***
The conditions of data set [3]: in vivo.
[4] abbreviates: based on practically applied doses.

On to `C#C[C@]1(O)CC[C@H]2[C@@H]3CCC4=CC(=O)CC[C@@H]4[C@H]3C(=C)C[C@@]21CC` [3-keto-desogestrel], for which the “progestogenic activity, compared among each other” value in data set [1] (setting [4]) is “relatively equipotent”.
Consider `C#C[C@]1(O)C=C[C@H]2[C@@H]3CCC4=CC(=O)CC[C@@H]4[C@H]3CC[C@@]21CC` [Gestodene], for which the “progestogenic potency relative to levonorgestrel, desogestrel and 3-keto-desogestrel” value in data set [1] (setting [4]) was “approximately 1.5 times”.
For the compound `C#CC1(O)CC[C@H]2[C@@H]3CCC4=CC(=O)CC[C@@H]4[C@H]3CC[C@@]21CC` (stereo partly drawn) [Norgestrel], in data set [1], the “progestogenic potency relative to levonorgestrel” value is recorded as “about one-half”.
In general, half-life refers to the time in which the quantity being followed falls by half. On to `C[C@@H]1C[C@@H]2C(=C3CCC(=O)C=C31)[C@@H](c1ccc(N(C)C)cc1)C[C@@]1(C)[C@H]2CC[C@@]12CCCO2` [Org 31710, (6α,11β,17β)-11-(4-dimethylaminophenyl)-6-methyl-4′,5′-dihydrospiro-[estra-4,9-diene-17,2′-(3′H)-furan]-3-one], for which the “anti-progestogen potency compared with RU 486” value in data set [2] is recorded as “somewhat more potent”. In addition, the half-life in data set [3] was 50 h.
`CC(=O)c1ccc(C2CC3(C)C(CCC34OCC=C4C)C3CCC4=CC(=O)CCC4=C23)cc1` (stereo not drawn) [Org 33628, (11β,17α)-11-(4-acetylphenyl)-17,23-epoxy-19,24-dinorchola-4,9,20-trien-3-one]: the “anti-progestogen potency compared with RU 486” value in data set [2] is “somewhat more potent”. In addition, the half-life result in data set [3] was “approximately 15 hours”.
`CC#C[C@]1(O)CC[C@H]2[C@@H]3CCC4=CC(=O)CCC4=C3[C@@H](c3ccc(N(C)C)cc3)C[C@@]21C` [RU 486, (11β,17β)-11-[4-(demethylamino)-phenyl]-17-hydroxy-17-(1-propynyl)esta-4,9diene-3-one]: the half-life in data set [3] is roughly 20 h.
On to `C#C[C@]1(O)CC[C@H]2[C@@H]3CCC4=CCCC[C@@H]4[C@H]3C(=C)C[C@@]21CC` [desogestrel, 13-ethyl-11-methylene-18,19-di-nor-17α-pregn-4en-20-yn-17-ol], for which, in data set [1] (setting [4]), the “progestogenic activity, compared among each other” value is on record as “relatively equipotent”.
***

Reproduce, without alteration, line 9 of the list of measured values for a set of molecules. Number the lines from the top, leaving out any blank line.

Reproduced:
On to `C#C[C@]1(O)CC[C@H]2[C@@H]3CCC4=CCCC[C@@H]4[C@H]3C(=C)C[C@@]21CC` [desogestrel, 13-ethyl-11-methylene-18,19-di-nor-17α-pregn-4en-20-yn-17-ol], for which, in data set [1] (setting [4]), the “progestogenic activity, compared among each other” value is on record as “relatively equipotent”.